Have any of you had or have read of gabapentin being of use as an adjunctive therapy for people with treatment resistant depression/anxiety/bipolar?
I have been doing research and some sources say it helps, others say there is no strong clinical proof. I think a lot of the conflicting reports I have seen has to do with it simply not being studied en mass.
Any advice/experiences regarding this? If so, what was your dosing?
I need some energy, some motivation, some good manic voodoo. Why cant i have that without losing my damn fool mind.?
Hasnt anyone looked at that? Why must I be either lazy and lethargic or 90mph? Im always tired, always fatigued. I need to know how to get my mojo going WITHOUT my kookoo taging along every time. I cant believe nobody has studied this.
This is a long shot, but I figure I can't be the only one who has ever had this thought. Is there a way to induce a state that includes the productivity/happiness of mania - without all the extra bullshit? 😅
Mania is better than any drug, the euphoria is incomparable. Every time I skip a few days of sleep, feel an increase in energy, or anything that might be the beginning of an episode, I think - ''Please let this be the onset of the best feeling in the world. I can't do this shit anymore''. I feel so guilty admitting to that, because I know that being manic and being functional are generally not compatible. I also don't ever want to end up in hospital again, because that never fails to be a de-humanizing experience.
I have not had any symptoms of mania since my last hospital admission, three whole years ago. It was the first and only manic episode that I've ever had, and it lasted for about three months. I feel like I could have avoided hospital completely if I had experienced mania without the accompanying psychosis. If I could just achieve that level of elation without:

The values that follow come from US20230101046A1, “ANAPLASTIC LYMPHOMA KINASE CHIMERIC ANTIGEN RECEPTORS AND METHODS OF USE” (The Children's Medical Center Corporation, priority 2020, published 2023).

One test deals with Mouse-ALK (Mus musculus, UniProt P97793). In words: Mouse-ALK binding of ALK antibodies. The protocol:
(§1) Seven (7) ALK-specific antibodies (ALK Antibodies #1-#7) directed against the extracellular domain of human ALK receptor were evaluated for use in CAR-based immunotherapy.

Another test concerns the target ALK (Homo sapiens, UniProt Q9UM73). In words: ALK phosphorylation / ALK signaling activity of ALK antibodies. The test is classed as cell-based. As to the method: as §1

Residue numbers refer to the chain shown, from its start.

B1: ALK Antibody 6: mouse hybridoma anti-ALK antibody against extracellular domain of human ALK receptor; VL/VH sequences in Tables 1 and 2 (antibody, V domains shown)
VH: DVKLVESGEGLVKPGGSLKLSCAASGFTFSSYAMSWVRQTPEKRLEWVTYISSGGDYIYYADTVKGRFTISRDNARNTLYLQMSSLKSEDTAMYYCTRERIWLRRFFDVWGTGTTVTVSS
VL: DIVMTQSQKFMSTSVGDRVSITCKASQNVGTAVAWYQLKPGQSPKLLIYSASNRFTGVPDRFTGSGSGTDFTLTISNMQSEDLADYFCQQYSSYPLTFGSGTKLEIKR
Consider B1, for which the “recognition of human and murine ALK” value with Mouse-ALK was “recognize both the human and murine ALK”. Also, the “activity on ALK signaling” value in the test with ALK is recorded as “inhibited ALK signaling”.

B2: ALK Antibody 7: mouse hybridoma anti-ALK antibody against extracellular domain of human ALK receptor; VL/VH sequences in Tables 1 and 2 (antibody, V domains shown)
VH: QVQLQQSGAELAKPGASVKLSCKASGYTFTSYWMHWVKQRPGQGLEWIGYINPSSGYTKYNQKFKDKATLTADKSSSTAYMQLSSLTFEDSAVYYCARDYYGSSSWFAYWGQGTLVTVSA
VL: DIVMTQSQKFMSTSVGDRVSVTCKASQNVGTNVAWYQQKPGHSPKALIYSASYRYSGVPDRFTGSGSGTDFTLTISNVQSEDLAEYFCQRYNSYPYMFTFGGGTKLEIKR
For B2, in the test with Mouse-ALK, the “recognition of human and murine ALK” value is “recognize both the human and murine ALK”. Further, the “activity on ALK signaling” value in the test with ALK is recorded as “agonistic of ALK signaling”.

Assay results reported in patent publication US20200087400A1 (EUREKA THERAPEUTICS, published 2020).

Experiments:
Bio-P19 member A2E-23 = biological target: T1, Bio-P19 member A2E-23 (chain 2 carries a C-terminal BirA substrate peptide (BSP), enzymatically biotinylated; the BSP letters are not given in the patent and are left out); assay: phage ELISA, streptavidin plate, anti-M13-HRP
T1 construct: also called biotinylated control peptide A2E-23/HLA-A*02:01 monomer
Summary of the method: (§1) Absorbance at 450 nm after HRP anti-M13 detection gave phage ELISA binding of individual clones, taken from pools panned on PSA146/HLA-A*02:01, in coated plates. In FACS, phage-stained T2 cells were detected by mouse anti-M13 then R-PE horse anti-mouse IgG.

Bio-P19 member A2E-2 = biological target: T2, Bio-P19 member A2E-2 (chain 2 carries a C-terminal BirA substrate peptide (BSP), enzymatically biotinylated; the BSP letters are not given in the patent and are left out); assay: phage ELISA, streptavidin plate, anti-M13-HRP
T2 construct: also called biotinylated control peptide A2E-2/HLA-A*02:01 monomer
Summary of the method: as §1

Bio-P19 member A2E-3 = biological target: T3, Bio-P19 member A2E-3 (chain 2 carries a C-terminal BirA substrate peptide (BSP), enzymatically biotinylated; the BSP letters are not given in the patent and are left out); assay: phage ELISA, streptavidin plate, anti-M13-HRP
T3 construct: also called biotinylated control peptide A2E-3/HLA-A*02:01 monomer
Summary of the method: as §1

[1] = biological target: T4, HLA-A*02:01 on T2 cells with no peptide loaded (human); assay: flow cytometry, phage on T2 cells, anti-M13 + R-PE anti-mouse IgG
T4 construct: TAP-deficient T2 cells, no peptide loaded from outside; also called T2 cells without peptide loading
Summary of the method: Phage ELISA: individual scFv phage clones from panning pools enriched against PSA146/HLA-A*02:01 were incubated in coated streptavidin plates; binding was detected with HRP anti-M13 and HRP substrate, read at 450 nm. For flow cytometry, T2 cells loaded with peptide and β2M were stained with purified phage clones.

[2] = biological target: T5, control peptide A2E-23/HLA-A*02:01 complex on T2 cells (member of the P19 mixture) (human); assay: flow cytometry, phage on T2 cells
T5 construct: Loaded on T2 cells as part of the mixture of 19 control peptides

rapid speech word-salad delusional beliefs dangerously impulsive acts (e.g. jumping out of a car on the highway because the sky looked beautiful and I wanted a loser look) I look back on those ugly symptoms and I could never cope with them now. I go to college full-time, I work, and I have so much to lose if I lost the ability to communicate with others and behave safely. On the other hand - my life just feels so damn gray and stagnant; I miss feeling invincible.
Starting with a new therapist who does psychoanalytic-type therapy. She is focused on tuning into the subconscious mind, because our conscious mind apparently only accounts for like 5% lived experience. We spend entire session in unstructured conversations and she questions my associations in detail.
I spent decades on behavioral-focused therapies (CBT, DBT) thinking that it's "my fault" (or fault of my genes) that i cannot regulate my moods, crying spells, negative ruminations. I've failed those sorts of therapies, always trying to "force change" my conscious thought patterns & behaviors. I'm beginning to believe that maybe I have repressed & unprocessed trauma, much of which I cannot remember. I spend a lot of time dissociated, trying to go about my day.
I've been reading about the effect of subconscious trauma, and the symptoms of it. Having large memory gaps... Chronic fatigue...Always plagued with irrational feelings that come out of nowhere... they say that in order to access the memories is to return the brain to the same state of consciousness as when the memory was encoded...but what if you were under the influence or in an unsafe situation? What if you were 4 years old? How do you even access the actual experience, if you don't remember the specific event?
I am afraid to go down this road and open a Pandora's box of feelings, random associations, and impressions that I won't be able to make sense of. Consciously, I do not think about any specific events or trauma from the past....Some doctors say that efforts to uncover potential memories stand a strong chance of creating false recollections and narratives that could harm, distress, and destabilize.
Can recovering repressed trauma actually be psychologically damaging? Memory itself is not reliable, and extremely malleable; no matter how strong and vivid memory may be, the human mind is desperately prone to fallibility.